Reviewed Resources for Students and Teachers
Africa, African Anthropology - General Resources
By peoples L through Z go to A through K
The peoples of Africa are often described in terms of their ethnic background or their languages. There are several thousand ethnic groups in Africa, ranging in physical stature from the short Pygmies to the tall Maasai, each with its own cultural traditions. Here are only a few of them.
Laka Lega Lobi Luba Luchazi Luluwa Lunda Luvale Lwalwa Maasai Makonde Mambila Mangbetu Manja Mbole Mende Mitsogo Mossi Mumuye Ngbaka Nkanu Nok Nuna Oron Owo Pende Pokot Punu San Senufo Shambaa Shona Songo Songye Suku Swahili Tabwa Tuareg Urhobo We Wimiama Wodaabe Wolof Woyo Wum Yaka Yombe Yoruba Zaramo Zulu
Please note: Some of the peoples and associations presented here are so closely related that more than one topic heading may apply. For example, The Akan people are given a page of their own, yet the Asante ( Ashanti ) are also an Akan people, as are the Akuapem. So, a full search for the 'Akan' may involve looking at pages dedicated to sub-groups as well. Some sub-group pages may contain only a link or two, but they are still part of a much larger picture.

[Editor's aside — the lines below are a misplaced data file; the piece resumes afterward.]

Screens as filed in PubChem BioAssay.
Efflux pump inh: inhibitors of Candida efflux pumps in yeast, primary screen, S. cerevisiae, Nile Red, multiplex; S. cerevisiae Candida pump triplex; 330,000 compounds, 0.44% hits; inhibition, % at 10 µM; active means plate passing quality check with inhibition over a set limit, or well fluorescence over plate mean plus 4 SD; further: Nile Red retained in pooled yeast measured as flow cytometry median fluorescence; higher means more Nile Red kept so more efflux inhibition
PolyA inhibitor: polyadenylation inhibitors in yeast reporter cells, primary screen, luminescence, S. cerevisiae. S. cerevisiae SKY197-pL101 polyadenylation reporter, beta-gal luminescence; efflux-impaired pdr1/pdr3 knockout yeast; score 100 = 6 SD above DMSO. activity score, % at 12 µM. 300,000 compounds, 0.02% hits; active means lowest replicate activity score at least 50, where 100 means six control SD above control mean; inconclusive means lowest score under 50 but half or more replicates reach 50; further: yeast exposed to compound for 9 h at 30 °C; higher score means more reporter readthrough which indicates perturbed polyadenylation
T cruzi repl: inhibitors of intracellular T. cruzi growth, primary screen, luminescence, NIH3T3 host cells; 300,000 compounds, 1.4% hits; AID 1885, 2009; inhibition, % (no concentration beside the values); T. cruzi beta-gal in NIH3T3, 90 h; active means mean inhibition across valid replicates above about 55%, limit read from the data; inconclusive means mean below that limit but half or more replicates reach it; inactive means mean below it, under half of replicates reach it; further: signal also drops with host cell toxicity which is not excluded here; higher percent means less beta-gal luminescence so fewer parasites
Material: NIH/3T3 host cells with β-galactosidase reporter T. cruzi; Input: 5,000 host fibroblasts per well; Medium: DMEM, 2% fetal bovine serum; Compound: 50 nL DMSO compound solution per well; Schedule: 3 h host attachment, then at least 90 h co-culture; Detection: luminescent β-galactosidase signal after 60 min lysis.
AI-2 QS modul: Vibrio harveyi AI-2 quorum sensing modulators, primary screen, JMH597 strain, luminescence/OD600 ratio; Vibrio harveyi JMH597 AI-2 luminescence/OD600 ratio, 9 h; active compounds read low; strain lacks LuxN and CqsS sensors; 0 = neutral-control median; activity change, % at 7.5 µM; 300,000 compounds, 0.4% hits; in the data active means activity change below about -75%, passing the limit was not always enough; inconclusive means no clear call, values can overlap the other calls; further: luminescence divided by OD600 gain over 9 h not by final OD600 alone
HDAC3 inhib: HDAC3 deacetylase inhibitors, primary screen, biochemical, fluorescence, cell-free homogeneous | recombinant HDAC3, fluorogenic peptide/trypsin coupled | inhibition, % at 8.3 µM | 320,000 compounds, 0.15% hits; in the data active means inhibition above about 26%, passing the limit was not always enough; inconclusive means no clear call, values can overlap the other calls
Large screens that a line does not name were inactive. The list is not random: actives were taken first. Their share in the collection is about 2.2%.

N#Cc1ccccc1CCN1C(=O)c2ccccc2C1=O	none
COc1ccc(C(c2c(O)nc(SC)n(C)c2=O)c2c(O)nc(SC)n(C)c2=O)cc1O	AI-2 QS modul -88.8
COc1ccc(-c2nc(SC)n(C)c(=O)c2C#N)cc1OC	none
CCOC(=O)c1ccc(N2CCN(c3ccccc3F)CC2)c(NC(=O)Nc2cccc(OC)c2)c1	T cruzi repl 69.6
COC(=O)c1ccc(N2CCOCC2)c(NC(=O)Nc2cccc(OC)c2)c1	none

You will find a similar relationship among some of other peoples listed here. This is a case where a little advanced knowledge of the subject may be an advantage when using these pages.
Suku People __ "Oral history suggests that the Suku, along with the Yaka, were part of an invasion against the Kongo Kingdom that came from the Lunda Plateau in the 16th century. Previous to that time Suku culture was enveloped in Kongo language and agriculture. Lunda expansion and creation of the Inbangala Kingdom in 1620 greatly affected the occupants of the Kwango River area, which included both the Yaka and the Suku." You will find material related to art, culture, history, religion, political structure and more. - From University of Iowa - http://www.uiowa.edu/~africart/toc/people/Suku.html